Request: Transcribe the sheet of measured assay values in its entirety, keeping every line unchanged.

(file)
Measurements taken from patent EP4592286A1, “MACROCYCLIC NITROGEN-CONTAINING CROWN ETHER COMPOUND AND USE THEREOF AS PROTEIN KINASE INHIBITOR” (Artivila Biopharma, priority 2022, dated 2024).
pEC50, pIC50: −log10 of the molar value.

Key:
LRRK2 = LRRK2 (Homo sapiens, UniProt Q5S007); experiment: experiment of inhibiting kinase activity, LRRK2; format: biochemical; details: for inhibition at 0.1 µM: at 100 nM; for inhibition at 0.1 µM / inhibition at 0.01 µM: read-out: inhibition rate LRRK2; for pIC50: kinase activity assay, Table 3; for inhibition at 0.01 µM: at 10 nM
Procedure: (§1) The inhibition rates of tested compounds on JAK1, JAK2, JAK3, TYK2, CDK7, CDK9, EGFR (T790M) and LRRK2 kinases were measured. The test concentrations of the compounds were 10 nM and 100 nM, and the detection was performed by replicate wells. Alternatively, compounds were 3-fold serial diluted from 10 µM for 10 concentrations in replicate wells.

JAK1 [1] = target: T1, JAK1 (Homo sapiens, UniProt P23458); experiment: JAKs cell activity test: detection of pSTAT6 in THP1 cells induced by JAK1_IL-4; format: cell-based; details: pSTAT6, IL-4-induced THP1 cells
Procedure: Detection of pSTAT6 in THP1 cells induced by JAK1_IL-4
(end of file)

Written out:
Measurements taken from patent EP4592286A1, “MACROCYCLIC NITROGEN-CONTAINING CROWN ETHER COMPOUND AND USE THEREOF AS PROTEIN KINASE INHIBITOR” (Artivila Biopharma, priority 2022, dated 2024).
pEC50, pIC50: −log10 of the molar value.

Key:
LRRK2 = LRRK2 (Homo sapiens, UniProt Q5S007); experiment: experiment of inhibiting kinase activity, LRRK2; format: biochemical; details: for inhibition at 0.1 µM: at 100 nM; for inhibition at 0.1 µM / inhibition at 0.01 µM: read-out: inhibition rate LRRK2; for pIC50: kinase activity assay, Table 3; for inhibition at 0.01 µM: at 10 nM
Procedure: (§1) The inhibition rates of tested compounds on JAK1, JAK2, JAK3, TYK2, CDK7, CDK9, EGFR (T790M) and LRRK2 kinases were measured. The test concentrations of the compounds were 10 nM and 100 nM, and the detection was performed by replicate wells. Alternatively, compounds were 3-fold serial diluted from 10 µM for 10 concentrations in replicate wells.

JAK1 [1] = target: T1, JAK1 (Homo sapiens, UniProt P23458); experiment: JAKs cell activity test: detection of pSTAT6 in THP1 cells induced by JAK1_IL-4; format: cell-based; details: pSTAT6, IL-4-induced THP1 cells
Procedure: Detection of pSTAT6 in THP1 cells induced by JAK1_IL-4